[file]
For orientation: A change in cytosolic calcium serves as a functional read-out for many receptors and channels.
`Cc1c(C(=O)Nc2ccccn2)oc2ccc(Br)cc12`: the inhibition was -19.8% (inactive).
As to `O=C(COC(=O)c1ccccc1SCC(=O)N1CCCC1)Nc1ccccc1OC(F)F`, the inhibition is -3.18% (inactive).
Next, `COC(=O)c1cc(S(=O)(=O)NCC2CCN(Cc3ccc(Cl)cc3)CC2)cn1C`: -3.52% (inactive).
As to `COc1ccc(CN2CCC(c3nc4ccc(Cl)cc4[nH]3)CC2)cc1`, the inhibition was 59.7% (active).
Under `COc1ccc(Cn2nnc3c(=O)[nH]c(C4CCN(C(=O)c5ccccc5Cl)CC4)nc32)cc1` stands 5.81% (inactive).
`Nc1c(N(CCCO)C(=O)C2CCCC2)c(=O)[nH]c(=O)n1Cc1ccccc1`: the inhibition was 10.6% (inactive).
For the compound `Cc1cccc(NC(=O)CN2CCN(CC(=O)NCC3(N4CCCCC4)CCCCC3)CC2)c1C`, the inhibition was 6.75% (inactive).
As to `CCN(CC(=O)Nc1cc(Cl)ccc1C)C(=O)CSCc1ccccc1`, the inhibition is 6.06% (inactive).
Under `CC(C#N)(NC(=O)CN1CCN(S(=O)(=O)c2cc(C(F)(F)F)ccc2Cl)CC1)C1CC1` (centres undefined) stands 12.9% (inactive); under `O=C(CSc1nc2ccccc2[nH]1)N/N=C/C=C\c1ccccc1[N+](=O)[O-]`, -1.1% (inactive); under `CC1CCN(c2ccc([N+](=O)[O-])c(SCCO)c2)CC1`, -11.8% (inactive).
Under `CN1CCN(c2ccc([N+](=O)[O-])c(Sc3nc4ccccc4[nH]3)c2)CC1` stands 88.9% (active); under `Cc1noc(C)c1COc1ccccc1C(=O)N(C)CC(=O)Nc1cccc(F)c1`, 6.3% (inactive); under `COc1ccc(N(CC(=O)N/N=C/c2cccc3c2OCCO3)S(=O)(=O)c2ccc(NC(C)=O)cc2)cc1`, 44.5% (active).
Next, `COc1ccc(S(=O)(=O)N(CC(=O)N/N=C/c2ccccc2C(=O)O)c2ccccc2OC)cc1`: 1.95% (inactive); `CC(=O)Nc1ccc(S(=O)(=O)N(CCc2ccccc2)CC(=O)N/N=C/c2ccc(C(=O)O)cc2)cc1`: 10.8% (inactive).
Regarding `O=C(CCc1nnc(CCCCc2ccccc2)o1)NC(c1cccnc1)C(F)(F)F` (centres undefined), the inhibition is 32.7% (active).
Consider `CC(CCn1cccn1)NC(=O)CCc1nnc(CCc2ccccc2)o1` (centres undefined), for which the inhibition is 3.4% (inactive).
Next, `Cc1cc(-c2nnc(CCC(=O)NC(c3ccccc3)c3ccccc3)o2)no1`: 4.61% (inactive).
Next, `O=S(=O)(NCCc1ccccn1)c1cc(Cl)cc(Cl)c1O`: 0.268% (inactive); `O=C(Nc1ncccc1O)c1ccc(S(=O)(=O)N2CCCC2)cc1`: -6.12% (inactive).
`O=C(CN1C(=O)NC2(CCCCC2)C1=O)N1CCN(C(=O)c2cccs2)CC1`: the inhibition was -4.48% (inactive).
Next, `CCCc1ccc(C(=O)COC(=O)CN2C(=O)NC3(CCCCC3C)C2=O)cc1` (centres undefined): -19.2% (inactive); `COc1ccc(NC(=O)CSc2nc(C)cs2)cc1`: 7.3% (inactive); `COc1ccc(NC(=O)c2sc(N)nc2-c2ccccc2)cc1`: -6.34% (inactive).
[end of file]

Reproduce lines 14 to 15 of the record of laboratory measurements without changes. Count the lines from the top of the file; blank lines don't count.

Consider `CC(CCn1cccn1)NC(=O)CCc1nnc(CCc2ccccc2)o1` (centres undefined), for which the inhibition is 3.4% (inactive).
Next, `Cc1cc(-c2nnc(CCC(=O)NC(c3ccccc3)c3ccccc3)o2)no1`: 4.61% (inactive).